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Hindi has 2 grammatical genders, masculine and feminine, which also manifest in verb conjugation. This is obviously problematic for some nonbinary people who may feel uncomfortable using either grammatical verb conjugation for themselves. There have been 2 solutions proposed to this.
The first one is to use the male plural/respectful conjugation, as the male plural/respectful conjugation is also used for group of people that consists of multiple genders. Thus, the sentence "I am eating rice", can be said as "मैं चावल खा रहे हूँ" (main chaawal khaa rahe huun, or /mɛ̃ː t͡ʃɑː.ʋəl kʰɑː ɾəɦeː ɦũː/ in IPA) instead of मैं चावल खा रहा हूँ (main chaawal khaa rahaa huun or /mɛ̃ː t͡ʃɑː.ʋəl kʰɑː ɾəɦɑː ɦũː/) or मैं चावल खा रही हूँ (main chaawal khaa rahii huun or /mɛ̃ː t͡ʃɑː.ʋəl kʰɑː ɾəɦiː ɦũː/). This however makes uses of the generic masculine plural, which some nonbinary people might be uncomfortable with.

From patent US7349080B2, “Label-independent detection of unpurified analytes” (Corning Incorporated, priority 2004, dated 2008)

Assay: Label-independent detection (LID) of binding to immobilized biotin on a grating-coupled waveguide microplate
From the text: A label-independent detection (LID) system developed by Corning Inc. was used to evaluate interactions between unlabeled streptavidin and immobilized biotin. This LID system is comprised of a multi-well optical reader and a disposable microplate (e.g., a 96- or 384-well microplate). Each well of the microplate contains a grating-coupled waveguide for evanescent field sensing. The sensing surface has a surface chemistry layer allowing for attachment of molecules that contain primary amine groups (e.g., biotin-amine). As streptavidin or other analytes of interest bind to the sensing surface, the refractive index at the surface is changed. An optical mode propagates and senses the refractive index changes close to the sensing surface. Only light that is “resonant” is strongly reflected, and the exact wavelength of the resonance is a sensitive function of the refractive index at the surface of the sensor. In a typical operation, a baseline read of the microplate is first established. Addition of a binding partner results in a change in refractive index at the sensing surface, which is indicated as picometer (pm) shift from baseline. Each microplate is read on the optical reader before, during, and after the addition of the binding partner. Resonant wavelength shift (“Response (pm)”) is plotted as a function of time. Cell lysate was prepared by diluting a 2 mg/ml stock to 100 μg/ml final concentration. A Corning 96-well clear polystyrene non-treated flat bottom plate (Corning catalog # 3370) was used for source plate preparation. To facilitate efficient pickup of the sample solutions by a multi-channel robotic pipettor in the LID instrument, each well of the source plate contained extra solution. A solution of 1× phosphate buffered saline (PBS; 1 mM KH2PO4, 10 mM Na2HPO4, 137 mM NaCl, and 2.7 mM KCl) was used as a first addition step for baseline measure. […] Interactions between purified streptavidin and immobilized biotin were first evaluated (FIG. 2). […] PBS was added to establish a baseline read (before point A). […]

The second one is to create an entirely new set of conjugation to accommodate the language for nonbinary people. One way of making the grammar adapt is to use the vowel 'उ' for one nonbinary person when talking in a non-respectful way, and to use the vowel 'ऊ' for multiple nonbinary people or when referring to a nonbinary person in a respectful way. The way that verbs would be conjugated according to this new conjugation would mean that endings like -ता/-ती would become -तु for nonbinary people and endings like -ते/तींं would become -तू for nonbinary people. Likewise, सकता/सकती would become सकतु and सकते/सकतीं become सकतू. This also means that रहा/रही would become रहु and रहे/रहीं becomes रहू. However this can be problematic for people who know Urdu, as Urdu doesn't differentiate between u/ū at the word final position in writing.